We're suffering the consequences. A community college student who transfers to a baccalaureate institution typically takes 20 three-credit community college courses. Each course requires about 50 hours of time spent in class, but in addition prevents the student spending the same 50 hours in a class in which he or she could have succeeded. Thus, each poor course decision is a "double-whammy". It's like a demented video game where one only is allowed a handful of bad course decisions before dropping out—and if you're poor or from an underrepresented group, you get fewer turns.

We became convinced that students could make better decisions by reducing the bewildering number of choices we ask them to make, which is a main idea behind the guided pathways movement. But in addition, we believe that students also need a better decision support framework for the remaining decisions, and that's where technology shines. We think technology, and specifically the automation afforded by technology, has a huge role to play in how the information is presented to students and how they will make better academic decisions if we can deliver the right information, at the right time, in the right way, on the right device.

Grush: SOCCCD has been developing decision-support tools for a long time — starting way back in the early days of your MAP software and Sherpa! Sherpa was one of the early recommendation engines for students. What impact has Sherpa had at your colleges in the past five years since its implementation?

Gaston: Sherpa allows our colleges to create student "profiles" that group students who share similar characteristics—for example, "Does Not Have an Academic Plan". Once the profiles are created, college staff can send messages, called "nudges" or "nods", to that cohort group. The nudges are multi-modal and can be delivered via e-mail, SMS, or through MySite, our custom enterprise Web portal. Since Sherpa went live about five years ago we have sent over eight million nudges!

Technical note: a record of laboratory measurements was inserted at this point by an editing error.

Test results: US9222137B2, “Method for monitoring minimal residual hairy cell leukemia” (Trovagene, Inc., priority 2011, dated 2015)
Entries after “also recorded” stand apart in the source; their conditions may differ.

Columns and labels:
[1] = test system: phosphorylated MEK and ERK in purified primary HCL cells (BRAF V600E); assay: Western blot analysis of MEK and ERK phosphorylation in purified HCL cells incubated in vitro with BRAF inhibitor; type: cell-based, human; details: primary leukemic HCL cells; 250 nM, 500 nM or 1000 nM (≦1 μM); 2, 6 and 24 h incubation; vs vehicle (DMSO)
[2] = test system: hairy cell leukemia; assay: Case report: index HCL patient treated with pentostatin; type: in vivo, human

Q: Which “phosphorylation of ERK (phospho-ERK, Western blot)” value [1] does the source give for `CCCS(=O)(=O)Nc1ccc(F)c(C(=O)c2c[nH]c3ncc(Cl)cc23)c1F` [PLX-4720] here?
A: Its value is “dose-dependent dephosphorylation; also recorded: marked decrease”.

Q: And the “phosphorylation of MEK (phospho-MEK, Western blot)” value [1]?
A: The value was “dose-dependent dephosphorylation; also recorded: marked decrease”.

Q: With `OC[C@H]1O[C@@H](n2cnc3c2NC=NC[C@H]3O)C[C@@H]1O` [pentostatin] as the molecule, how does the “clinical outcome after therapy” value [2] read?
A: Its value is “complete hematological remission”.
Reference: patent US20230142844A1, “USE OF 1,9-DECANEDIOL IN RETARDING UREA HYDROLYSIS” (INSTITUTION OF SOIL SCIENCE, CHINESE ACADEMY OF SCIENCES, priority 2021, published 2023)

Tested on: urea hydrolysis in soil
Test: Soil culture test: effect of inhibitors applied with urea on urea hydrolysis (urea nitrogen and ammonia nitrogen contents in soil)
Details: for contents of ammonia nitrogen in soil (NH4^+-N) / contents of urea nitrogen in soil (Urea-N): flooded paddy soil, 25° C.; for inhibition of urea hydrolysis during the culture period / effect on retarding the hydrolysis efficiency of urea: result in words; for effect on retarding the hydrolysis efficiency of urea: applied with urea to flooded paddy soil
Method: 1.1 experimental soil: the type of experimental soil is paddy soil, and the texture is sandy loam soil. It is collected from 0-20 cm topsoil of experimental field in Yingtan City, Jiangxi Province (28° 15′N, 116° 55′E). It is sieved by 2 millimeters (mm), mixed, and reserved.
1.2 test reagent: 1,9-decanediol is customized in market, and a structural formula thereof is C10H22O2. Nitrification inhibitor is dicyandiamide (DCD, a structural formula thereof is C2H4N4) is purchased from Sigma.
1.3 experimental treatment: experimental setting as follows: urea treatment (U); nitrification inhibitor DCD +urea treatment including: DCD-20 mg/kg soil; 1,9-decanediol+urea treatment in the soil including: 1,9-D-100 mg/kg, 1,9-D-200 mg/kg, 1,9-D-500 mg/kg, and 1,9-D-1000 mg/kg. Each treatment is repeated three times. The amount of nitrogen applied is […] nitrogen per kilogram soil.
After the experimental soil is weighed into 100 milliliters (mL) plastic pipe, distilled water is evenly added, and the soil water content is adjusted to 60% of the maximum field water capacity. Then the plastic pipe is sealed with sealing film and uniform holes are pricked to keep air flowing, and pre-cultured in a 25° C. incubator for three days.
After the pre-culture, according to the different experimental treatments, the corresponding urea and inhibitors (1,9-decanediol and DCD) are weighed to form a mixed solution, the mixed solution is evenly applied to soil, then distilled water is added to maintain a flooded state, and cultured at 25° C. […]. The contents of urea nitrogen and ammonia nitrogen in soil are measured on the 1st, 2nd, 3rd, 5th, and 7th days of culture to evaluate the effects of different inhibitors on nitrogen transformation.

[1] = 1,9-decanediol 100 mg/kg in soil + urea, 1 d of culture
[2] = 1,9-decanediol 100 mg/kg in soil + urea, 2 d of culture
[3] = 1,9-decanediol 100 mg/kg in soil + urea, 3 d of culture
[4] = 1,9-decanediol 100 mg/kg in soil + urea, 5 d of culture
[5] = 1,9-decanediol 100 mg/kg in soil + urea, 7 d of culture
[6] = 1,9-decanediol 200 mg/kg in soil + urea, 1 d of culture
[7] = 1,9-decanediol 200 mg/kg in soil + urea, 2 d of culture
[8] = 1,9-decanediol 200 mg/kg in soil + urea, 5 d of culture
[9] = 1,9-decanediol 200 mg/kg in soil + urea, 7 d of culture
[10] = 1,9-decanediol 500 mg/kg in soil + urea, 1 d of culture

We're excited about how Sherpa has been embraced by our college community, but we're also concerned that we may be victims of our own success — that is, flooding students with too many messages. Other concerns are that nudges often arrive without the full context and that we need a way to better coordinate the nudges across the various departments.

So far, nudges have also been mostly transactional in nature — e.g., students are told they need to finish a step in matriculation or file some paperwork, or they may be reminded their registration appointment time is coming. We're interested in exploring how to use Sherpa in a few more intangible ways, such as increasing student engagement with the campus. We'll be exploring some of those ideas in the coming semester.

Grush: A more recent development at SOCCCD is SmartSchedule — I think we interviewed you regarding that about a year ago. How is that effort going? Is it fully implemented yet?